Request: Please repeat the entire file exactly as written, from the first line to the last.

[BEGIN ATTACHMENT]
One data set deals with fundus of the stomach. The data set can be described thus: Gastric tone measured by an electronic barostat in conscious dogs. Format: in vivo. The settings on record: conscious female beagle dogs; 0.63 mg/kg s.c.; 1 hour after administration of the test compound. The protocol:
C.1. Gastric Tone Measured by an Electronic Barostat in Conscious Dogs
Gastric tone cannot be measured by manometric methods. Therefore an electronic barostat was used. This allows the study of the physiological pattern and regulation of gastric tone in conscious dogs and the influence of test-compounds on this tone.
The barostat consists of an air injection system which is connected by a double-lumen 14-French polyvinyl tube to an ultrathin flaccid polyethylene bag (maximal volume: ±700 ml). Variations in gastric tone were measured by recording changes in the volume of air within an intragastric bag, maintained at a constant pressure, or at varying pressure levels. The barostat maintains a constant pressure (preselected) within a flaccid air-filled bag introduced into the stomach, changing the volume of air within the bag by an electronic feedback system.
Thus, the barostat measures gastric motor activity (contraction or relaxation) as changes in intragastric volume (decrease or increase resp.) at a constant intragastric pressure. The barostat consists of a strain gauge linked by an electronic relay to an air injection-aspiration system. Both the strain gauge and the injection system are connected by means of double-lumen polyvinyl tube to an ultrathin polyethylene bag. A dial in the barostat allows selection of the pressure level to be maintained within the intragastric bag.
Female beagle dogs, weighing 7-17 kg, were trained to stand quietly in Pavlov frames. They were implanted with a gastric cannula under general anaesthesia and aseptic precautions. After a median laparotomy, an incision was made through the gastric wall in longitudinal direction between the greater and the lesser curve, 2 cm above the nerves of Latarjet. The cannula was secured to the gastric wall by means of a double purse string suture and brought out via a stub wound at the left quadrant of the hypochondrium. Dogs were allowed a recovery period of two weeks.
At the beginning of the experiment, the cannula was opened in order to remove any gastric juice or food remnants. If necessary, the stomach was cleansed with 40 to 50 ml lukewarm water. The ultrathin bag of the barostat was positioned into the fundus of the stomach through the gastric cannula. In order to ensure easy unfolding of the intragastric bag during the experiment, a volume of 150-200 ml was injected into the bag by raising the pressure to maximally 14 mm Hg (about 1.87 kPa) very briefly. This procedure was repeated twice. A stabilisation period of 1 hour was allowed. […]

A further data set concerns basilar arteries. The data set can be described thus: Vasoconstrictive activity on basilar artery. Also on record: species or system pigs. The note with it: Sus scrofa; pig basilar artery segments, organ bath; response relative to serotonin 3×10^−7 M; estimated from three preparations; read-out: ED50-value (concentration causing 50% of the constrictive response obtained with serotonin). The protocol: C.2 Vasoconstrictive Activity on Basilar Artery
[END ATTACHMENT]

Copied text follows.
One data set deals with fundus of the stomach. The data set can be described thus: Gastric tone measured by an electronic barostat in conscious dogs. Format: in vivo. The settings on record: conscious female beagle dogs; 0.63 mg/kg s.c.; 1 hour after administration of the test compound. The protocol:
C.1. Gastric Tone Measured by an Electronic Barostat in Conscious Dogs
Gastric tone cannot be measured by manometric methods. Therefore an electronic barostat was used. This allows the study of the physiological pattern and regulation of gastric tone in conscious dogs and the influence of test-compounds on this tone.
The barostat consists of an air injection system which is connected by a double-lumen 14-French polyvinyl tube to an ultrathin flaccid polyethylene bag (maximal volume: ±700 ml). Variations in gastric tone were measured by recording changes in the volume of air within an intragastric bag, maintained at a constant pressure, or at varying pressure levels. The barostat maintains a constant pressure (preselected) within a flaccid air-filled bag introduced into the stomach, changing the volume of air within the bag by an electronic feedback system.
Thus, the barostat measures gastric motor activity (contraction or relaxation) as changes in intragastric volume (decrease or increase resp.) at a constant intragastric pressure. The barostat consists of a strain gauge linked by an electronic relay to an air injection-aspiration system. Both the strain gauge and the injection system are connected by means of double-lumen polyvinyl tube to an ultrathin polyethylene bag. A dial in the barostat allows selection of the pressure level to be maintained within the intragastric bag.
Female beagle dogs, weighing 7-17 kg, were trained to stand quietly in Pavlov frames. They were implanted with a gastric cannula under general anaesthesia and aseptic precautions. After a median laparotomy, an incision was made through the gastric wall in longitudinal direction between the greater and the lesser curve, 2 cm above the nerves of Latarjet. The cannula was secured to the gastric wall by means of a double purse string suture and brought out via a stub wound at the left quadrant of the hypochondrium. Dogs were allowed a recovery period of two weeks.
At the beginning of the experiment, the cannula was opened in order to remove any gastric juice or food remnants. If necessary, the stomach was cleansed with 40 to 50 ml lukewarm water. The ultrathin bag of the barostat was positioned into the fundus of the stomach through the gastric cannula. In order to ensure easy unfolding of the intragastric bag during the experiment, a volume of 150-200 ml was injected into the bag by raising the pressure to maximally 14 mm Hg (about 1.87 kPa) very briefly. This procedure was repeated twice. A stabilisation period of 1 hour was allowed. […]

A further data set concerns basilar arteries. The data set can be described thus: Vasoconstrictive activity on basilar artery. Also on record: species or system pigs. The note with it: Sus scrofa; pig basilar artery segments, organ bath; response relative to serotonin 3×10^−7 M; estimated from three preparations; read-out: ED50-value (concentration causing 50% of the constrictive response obtained with serotonin). The protocol: C.2 Vasoconstrictive Activity on Basilar Artery